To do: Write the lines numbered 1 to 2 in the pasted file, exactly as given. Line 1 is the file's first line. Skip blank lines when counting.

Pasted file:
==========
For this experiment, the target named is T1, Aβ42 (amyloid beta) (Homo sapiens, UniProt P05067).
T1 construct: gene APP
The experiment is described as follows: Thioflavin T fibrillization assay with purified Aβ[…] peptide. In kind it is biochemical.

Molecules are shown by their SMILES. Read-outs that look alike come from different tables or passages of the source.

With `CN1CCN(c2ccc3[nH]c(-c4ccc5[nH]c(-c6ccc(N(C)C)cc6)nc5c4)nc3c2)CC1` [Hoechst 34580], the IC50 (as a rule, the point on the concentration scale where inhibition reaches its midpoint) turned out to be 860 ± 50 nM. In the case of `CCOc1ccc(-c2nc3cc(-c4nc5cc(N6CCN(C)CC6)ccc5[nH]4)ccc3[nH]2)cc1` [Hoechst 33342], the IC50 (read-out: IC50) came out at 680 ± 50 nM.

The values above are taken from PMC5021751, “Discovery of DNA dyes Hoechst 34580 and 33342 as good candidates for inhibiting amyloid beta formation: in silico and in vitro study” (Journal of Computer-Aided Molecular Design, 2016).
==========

For this experiment, the target named is T1, Aβ42 (amyloid beta) (Homo sapiens, UniProt P05067).
T1 construct: gene APP